Cablegate: Media Reaction: Cross-Strait Charter Flights


DE RUEHIN #2099/01 1702204
R 192204Z JUN 06





E.O. 12958: N/A


1. Summary: Taiwan's major Chinese-language dailies focused their
coverage June 17-19 on the rallies held by the pan-Green and
pan-Blue camps over the weekend to show their support for and
opposition to President Chen Shui-bian; inauguration of the
Taipei-Ilan Hseuhshan Tunnel; the crash of an F5-F fighter jet in
Chiayi Saturday; and further investigations into President Chen
Shui-bian's son-in-law's alleged role in an insider trading scandal
and into the alleged role of First Lady Wu Shu-chen in the Sogo
Department Store ownership case. The pro-status quo "China Times"
on June 19 front-paged the results of its latest poll, which show
that 53 percent of those polled believe it is inappropriate for
President Chen to remain in his position. The same poll also shows
that the president's approval rating rose from 21 percent to 28
percent in three weeks in May, and that only two percent more
support the recall motion than those who do not support it (42
percent vs. 40 percent).

2. Several papers editorialized on the agreement to open up special
cross-Strait charter flights. A "China Times" editorial said the
cross-Strait charter flights can barely meet the Taiwan people's
genuine needs and they are of little significance for Taiwan's
economy. An editorial in the pro-unification "United Daily News"
said the cross-Strait charter flights will only make the Taiwan
people tilt even more toward China, while they do nothing to help
build Taiwan's economic independence. An editorial in the
limited-circulation, conservative, pro-unification, English-language
"China Post" said the move is more politics than economics, and more
of a gesture than substance. End summary.

A) "Opening Cross-Strait Charter Flights Nothing but Small Steps,
Slow Dancing"

The pro-status quo "China Times" [circulation: 400,000]
editorialized (6/17):

"Officials on both sides of the Taiwan Strait simultaneously
announced the 'special charter flights' and 'holiday passenger
charter flights' policy, which indeed was a sign of alleviation in
the long-deadlocked, highly confrontational cross-Strait relations.
Even though there is still distance between the policy and the real
needs of the Taiwan people, and the policy differs from the
perception behind the pan-Blue camp's proposed direct transportation
bill, it is a small step [for the Taiwan government] after all.
It's just that this small step is not a 'tango,' but a 'small-step
slow dance,' swinging back and forth. In fact, only one of the four
types - 'special cargo flights,' ' emergency medical flights,'
'special humanitarian flights,' and 'institutionalized holiday
flights' - is of any genuine significance, that is, the
'institutionalized holiday flights.'

"The only breakthrough is the 'institutionalized holiday flights'
because this expands the original model for Chinese Lunar New Year
charter flights to become regular charter flights on the four major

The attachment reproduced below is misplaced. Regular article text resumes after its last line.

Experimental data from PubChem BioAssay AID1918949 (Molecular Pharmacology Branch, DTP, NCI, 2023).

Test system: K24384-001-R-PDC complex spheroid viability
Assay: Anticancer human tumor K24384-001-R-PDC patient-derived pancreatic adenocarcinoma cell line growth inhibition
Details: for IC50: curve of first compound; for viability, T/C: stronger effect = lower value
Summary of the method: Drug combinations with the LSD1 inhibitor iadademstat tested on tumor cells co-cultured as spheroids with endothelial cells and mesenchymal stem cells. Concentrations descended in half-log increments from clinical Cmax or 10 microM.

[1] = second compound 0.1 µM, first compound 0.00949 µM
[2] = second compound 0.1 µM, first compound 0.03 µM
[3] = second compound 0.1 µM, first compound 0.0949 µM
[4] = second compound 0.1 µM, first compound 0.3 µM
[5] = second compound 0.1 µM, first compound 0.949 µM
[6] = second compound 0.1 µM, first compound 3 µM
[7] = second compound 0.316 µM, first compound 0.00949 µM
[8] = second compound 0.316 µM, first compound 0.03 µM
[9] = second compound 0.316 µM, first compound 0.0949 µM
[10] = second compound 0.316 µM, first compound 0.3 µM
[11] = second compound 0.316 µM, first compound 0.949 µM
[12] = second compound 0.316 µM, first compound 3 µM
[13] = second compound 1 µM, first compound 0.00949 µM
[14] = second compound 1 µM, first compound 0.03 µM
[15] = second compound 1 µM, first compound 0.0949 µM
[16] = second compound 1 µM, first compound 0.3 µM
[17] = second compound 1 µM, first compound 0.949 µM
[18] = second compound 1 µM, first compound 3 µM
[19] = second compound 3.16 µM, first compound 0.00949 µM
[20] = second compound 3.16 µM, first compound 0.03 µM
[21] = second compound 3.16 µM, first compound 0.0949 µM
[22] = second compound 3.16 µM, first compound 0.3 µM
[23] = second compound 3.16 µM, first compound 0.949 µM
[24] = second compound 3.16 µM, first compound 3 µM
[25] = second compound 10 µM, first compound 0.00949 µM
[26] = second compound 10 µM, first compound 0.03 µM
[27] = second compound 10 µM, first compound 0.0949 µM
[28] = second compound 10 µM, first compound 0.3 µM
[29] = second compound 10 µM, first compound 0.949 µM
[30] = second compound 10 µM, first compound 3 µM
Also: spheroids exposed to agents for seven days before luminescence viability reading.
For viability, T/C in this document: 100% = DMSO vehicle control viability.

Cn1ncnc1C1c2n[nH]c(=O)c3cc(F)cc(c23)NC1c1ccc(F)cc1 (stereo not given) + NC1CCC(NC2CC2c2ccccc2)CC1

holidays of the year. This is good news for the Taiwan businessmen
on the mainland who want to return to Taiwan for the Lunar New Year
holidays. But such an opening will only benefit some Taiwan
businessmen; it is of little help for Taiwan's economy. ... We
don't want to pour cold water on the government, but the opening
this time is of little significance. ..."

B) "The World Is Flat, but the Taiwan Strait Is Tilted!"

The pro-unification "United Daily News" [circulation: 400,000]
editorialized (6/19):

"... The four [types of] direct charter flights that both sides of
the Taiwan Strait agreed on last week created an impasse; [the
policy] will only make the Taiwan people tilt all the more westward
in their behaviors and psychology, but it will do nothing to help
build Taiwan's economic and trade independence. ... If [Taiwan]
wants to be more proactive, it must move further towards more
comprehensive direct transportation [with China] and work in a more
comprehensive way to enhance Taiwan's liberalization and
internationalization, in an attempt to set the groundwork for Taiwan
to become an 'Asian-Pacific platform.' [Taiwan] must not just do it
for the convenience of the Taiwan businessman, but should also put
regional function under consideration. While striving for the goal
of becoming an 'Asian-Pacific platform,' [Taiwan] must first
ascertain its national identity and the constitutional strategic
structure of the Republic of China. If not, it will be a mockery
and a tragedy to push for Taiwan independence on the one hand, and
to push for direct charter flights on the other. ..."

C) "Direct Flights, of Sorts"

The conservative, pro-unification, English-language "China Post"
[circulation: 30,000] wrote in an editorial (6/17):

"Are direct flights across the Taiwan Strait in the offing? It
seems that there is no light at the end of the tunnel, despite this
week's announcement in Taipei and Beijing that the two sides wills
start nonstop chartered passenger flights during major Chinese
holidays. ... The move is more politics than economics. It is more
of a gesture than substance. This is because of the basic ideology
of the ruling party, which opposes closer relations with the
mainland. The Chen administration has been firmly opposed to direct
transportation links with the mainland, for fear that such links
would eventually bring the two parts together. ...

"Is this a harbinger for the resumption of long-awaited normal
transport links? Probably not, judging from the Democratic
Progressive Party's (DPP) political stand. But Premier Su
Tseng-chang is a pragmatist who may take some pragmatic measures,

including allowing weekend chartered flights, to build up his
popularity ahead of the presidential elections two years from now."


© Scoop Media

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